Students fight for constitutional rights


Kelly Wynne, Editor-In-Chief

The college’s freedom of speech codes may be changing in the foreseeable future, according to Acting Interim President Joseph Collins. Joe Enders, founder of the Campus Libertarians, has been working with Collins in order to recreate the school’s protocol on distributing club materials.

It was Sept. 18, 2015, the day after Constitution Day, when Enders and club members were told to stop handing out fliers by campus police. Enders was told he must gain permission from Student Life in order to continue distributing printed materials. Now, Enders and club members are soliciting support from College of DuPage administration to make it easier for clubs to express their First Amendment rights on campus.

Current campus rules, through Student Life, restrict campus clubs and organizations from handing out fliers anywhere on school property. Clubs can post fliers and handouts on bulletin boards around campus without permission, with the exception of the board run by Student Life. Enders and club members did not follow up with Student Life after the confrontation.

Outside organizations can request permission to hand out fliers through a “Distribution of Printed Materials” application, which if accepted, will provide the organization with a table on campus. According to Student Life, these rules are obeyed more often than not.

Enders believes the restrictions are a direct violation to the First Amendment rights of COD students. “We were just handing out fliers that said ‘America Is a Freedom Of Speech Zone’ from Turning Point,” said Enders. “Turning Point is a non-profit organization, so by no means are they able to tell me I can’t hand out fliers from a non-profit. It was not legally solicited.”

Vice President of the Campus Libertarians Pat Wool, agrees. “If the current freedom of speech policy doesn’t allow groups to stand outside in a big area and hand out fliers, then that’s a problem,” said Wool. “Any club or any student should be able to express their beliefs wherever they choose. Students shouldn’t be punished for handing pamphlets out that reflect their club’s opinion. It doesn’t matter what kind of speech you’re exemplifying. It should be anything you want to.”

Enders and Wool have taken to the COD board of trustees and members of administration in order to encourage a campus-wide change. They are proposing open tabling for all students with reservations and the ability to distribute materials, not categorized as solicitation, freely.

“I want a complete revamp of our free speech code here to one that reflects the Constitution to perfection,” said Enders. “Our current free speech policy is gone. The old one, yes, was unconstitutional. But as of right now our revised policy is going through the Shared Governance Committee, and will then be voted upon by the board. However, if we have 3 board members refusing to show up for work, a vote can’t happen, and free speech will be held hostage by them.”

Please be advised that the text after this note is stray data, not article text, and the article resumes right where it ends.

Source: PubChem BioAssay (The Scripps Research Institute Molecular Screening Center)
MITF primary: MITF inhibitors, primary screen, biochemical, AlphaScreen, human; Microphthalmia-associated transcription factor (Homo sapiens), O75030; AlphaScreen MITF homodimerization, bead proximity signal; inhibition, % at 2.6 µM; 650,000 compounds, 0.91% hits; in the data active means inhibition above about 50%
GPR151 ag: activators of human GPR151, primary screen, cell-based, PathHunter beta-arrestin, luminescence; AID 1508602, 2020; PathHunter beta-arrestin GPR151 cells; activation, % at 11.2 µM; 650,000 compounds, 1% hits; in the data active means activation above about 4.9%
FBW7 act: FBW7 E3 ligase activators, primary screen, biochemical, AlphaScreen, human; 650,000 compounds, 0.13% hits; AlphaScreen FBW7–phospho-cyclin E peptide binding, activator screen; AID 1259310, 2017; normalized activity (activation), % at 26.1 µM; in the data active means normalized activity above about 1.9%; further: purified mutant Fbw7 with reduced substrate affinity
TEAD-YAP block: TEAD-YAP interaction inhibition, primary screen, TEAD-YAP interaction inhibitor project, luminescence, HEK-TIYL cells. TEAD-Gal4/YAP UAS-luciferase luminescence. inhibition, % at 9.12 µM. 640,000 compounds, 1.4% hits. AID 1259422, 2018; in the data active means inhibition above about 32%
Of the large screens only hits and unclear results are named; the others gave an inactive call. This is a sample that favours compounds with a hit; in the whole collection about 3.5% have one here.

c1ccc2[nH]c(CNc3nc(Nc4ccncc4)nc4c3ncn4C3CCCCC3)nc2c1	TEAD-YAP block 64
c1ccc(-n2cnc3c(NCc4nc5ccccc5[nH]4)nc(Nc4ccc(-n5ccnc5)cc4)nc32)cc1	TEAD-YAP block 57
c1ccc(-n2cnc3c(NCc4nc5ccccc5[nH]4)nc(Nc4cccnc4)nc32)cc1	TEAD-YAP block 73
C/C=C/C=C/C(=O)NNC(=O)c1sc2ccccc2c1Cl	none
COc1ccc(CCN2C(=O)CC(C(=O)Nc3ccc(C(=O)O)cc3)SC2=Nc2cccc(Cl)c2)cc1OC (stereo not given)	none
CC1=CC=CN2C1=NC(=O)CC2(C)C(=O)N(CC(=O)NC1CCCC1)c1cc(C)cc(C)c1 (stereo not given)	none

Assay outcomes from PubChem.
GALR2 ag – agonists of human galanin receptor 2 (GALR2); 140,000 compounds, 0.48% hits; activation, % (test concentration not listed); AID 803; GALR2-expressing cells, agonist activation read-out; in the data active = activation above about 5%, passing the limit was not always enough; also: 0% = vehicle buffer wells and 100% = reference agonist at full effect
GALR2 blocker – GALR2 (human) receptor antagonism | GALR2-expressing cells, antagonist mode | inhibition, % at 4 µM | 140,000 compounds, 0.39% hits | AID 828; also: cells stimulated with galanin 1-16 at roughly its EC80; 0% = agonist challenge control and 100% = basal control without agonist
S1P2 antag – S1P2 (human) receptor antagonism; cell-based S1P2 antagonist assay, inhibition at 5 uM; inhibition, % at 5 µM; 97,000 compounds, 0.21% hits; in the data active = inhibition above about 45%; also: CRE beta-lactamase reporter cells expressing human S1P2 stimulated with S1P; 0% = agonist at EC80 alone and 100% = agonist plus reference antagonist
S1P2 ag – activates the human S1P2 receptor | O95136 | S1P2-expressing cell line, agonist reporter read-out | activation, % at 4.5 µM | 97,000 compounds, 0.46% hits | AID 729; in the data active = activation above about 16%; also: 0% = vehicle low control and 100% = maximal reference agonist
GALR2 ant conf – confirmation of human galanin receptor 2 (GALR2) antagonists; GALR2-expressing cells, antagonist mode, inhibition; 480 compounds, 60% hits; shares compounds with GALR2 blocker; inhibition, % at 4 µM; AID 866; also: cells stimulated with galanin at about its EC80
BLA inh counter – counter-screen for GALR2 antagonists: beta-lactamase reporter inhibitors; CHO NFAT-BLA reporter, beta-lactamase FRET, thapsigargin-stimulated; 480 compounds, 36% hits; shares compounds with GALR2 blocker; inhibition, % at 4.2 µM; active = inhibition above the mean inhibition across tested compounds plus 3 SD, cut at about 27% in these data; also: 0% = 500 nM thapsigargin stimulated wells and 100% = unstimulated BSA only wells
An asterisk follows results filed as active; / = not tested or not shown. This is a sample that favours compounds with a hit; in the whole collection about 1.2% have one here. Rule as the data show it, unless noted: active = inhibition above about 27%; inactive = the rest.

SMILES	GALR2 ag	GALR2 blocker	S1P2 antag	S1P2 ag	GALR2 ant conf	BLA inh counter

Enders had met with former Chairwoman Kathy Hamilton, before her resignation, as well as Acting Interim President Joseph Collins about the pending change.

“Joe Collins sounded as if he was on board with these revisions, however, I’ve heard nothing from him nor the Shared Governance Committee in over a month so I’ve been skeptical about his seriousness on the issue,” said Enders. “Kathy was 100 percent in favor of revising the policy and willing to vote yes on it from my impression, but this was before her resignation.”

Collins sees the change in protocol happening in the near future. “We take our students’ rights, including the right to free speech, very seriously at College of DuPage,” said Collins. “Joe Enders and his attorney visited with us at a Shared Governance Council meeting in December, and [at the Feb. 3 meeting] we will continue the process of revising our procedures to ensure these rights are protected. I expect we will have our newly revised procedure ready for implementation within a couple weeks.”

Enders has looked into legal representation and may use outside resources if the current board is not willing to pass the pending changes.

Both Wool and Enders encourage students to use their group’s experience as an example. “I feel that we should pay attention more as students and not be afraid to speak up when [students] think their rights are violated, respectfully of course. We need to find the discrepancies and mend them. That’s for sure,” said Enders.

You can visit Enders, Wool and other club members at the Campus Libertarian’s table near Starbucks on Tuesdays and Thursdays from 10-1:30.